BACKGROUND: The review of the literature showed that many people and their family members share feelings of distress after an acute myocardial infarction. Therefore, it is important to show how the illness affects the relationship in the couple's daily life when the closest relatives involved are men. AIM: The aim was to illuminate the meaning of lived experiences in daily life after an acute myocardial infarction, as narrated by afflicted women and their partners. METHODS: Nine women and their partners narrated their experiences three and 12 months after an infarction. The interview texts were then interpreted, using a phenomenological hermeneutic method, inspired by the philosophy of Ricoeur. The text was divided into meaning units that were condensed and abstracted. Two themes and eight sub-themes were then extracted from the text. RESULTS: The first theme was 'living in a changed life situation' with the sub-themes: 'showing consideration', 'taking responsibility', 'living side by side' and 'desiring what to do'. The second theme was 'looking to the future' with the sub-themes: 'feeling uncertain', 'feeling powerless', 'feeling limited' and 'feeling hope'. CONCLUSIONS: The results revealed that couples lived in a changed life situation, somewhat in 'discordance', and showed consideration to each other in order to protect the partner. There seemed to be a lack of verbal communication, but both women and their partners revealed that they sensed how their partners felt without verbal communication. In this 'discordance', couples may experience loneliness, in that they may not share feelings about the event and the situation it causes. RELEVANCE TO CLINICAL PRACTICE: Women and their partner have specific needs in daily living following an acute myocardial infarction. Therefore, nurses should acknowledge the specific needs for the female patient and the partner more clearly.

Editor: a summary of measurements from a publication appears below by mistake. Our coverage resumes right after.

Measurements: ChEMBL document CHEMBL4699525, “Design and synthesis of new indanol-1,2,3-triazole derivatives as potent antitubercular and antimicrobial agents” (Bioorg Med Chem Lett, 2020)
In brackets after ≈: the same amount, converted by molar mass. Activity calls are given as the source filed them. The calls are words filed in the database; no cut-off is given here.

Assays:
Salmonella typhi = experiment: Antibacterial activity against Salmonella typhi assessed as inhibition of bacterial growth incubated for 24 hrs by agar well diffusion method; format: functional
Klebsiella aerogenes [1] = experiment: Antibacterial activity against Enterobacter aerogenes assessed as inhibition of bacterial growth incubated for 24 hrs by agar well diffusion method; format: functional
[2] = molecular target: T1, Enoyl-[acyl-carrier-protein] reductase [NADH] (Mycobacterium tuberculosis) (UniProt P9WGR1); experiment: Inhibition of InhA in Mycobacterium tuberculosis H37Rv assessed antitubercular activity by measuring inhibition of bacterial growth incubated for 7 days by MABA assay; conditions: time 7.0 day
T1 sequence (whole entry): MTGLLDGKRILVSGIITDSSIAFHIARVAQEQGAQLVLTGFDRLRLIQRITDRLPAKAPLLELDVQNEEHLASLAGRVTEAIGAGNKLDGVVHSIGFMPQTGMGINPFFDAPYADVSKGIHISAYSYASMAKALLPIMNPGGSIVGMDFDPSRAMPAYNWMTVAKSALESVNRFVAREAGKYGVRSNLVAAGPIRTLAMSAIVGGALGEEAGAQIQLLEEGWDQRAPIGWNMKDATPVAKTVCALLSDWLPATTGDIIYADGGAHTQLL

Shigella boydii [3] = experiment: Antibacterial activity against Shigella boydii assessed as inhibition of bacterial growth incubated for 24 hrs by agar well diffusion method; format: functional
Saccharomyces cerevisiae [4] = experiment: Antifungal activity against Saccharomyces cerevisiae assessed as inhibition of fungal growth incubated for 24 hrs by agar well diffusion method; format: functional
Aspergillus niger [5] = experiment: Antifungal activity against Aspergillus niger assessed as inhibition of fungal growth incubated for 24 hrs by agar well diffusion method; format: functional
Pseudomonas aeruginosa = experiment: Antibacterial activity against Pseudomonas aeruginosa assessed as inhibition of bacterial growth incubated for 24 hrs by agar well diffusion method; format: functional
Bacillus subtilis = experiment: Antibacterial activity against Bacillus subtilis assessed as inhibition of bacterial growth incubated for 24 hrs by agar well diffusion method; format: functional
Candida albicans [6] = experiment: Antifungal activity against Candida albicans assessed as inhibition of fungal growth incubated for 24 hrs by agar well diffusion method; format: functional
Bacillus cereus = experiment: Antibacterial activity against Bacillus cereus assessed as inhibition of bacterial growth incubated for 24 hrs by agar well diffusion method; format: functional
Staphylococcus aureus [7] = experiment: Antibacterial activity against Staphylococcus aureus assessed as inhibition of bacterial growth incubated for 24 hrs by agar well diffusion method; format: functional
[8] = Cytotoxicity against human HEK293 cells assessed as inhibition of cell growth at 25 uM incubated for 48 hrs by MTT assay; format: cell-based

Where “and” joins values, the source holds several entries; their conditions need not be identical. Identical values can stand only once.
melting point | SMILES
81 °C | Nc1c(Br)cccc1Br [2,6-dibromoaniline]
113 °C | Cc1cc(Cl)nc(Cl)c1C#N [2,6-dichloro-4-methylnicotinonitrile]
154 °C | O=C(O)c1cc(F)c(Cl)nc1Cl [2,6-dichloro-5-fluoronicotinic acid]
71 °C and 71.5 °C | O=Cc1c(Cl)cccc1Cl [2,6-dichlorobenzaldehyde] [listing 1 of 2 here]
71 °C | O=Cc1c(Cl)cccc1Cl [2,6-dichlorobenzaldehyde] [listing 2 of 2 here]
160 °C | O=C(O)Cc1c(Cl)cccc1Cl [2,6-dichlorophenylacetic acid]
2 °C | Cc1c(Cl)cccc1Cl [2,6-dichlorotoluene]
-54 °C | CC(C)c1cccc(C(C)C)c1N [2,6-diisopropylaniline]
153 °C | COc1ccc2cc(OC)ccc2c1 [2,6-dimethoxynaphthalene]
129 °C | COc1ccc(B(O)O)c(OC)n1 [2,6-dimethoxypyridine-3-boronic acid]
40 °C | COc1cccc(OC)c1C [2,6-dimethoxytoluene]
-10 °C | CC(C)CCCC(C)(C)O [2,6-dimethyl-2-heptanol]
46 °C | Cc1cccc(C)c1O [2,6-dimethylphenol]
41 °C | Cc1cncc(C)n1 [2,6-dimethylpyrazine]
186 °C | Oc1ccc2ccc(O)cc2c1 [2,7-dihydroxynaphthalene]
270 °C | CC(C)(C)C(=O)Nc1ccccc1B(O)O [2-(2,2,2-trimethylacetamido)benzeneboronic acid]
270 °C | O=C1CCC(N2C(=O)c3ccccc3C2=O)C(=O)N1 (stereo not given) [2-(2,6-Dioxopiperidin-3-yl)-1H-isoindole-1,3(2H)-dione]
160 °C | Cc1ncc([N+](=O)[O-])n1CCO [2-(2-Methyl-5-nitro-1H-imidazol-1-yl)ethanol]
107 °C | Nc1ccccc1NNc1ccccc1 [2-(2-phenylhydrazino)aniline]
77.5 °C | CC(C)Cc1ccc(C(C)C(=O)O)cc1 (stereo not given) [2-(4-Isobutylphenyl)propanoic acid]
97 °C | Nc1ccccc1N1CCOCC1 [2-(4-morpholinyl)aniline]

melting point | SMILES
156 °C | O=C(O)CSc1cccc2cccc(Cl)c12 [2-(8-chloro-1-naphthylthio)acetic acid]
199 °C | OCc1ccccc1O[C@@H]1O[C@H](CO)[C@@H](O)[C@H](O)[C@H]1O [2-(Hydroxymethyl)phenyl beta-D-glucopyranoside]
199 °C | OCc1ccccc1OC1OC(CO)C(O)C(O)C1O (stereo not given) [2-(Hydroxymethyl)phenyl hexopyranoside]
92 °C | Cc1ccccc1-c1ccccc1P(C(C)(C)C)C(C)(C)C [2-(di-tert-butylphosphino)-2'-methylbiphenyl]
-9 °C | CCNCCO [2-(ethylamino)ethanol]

• 29.
    Svedlund, Marianne
    et al.
    Mid Sweden University, Faculty of Human Sciences, Department of Health Sciences.
    Danielson, Ella
    Mid Sweden University, Faculty of Human Sciences, Department of Health Sciences.
    Norberg, A.
    Department of Nursing, Umeå University, Umeå.
    Women’s narratives during the acute phase of their myocardial infarction2001In: Journal of Advanced Nursing, ISSN 0309-2402, E-ISSN 1365-2648, Vol. 35, no 2, p. 197-205Article in journal (Refereed)
    Abstract [en]

    Aim. The purpose of this study was to illuminate the meaning of lived experiences during the acute phase of an acute myocardial infarction (AMI). Method. Ten women (< 60 years old) afflicted with AMI narrated their experiences during their stay in the coronary care unit (CCU). The interview texts were interpreted using a method with a phenomenological hermeneutic approach, inspired by the philosophy of Ricoeur. The text was divided into meaning units that were condensed and abstracted. Three themes were then extracted from the text. Findings. One theme was ‘oneself as vulnerable’ with the subthemes: ‘the feeling of being dependent upon others’, ‘the feeling of being insulted’ and ‘the feeling of being a troublesome person’. Another theme was ‘oneself as distanced’, with the subthemes: ‘not facing the reality’, ‘captive in an unreal situation’, and ‘inhibition out of concern for others’. The last theme was: ‘oneself as making sense’ with the subthemes: ‘acquirement of some insight’ and ‘discovery of a new meaning with life’. Conclusion. The reported comprehensive understanding revealed the phenomena guilt and shame. These, in combination with the experience of being in an unreal situation and the withholding of feelings may have led to a deterioration of communication. It seems that relatives and the staff at CCU were not allowed to share the burden of being afflicted with an AMI.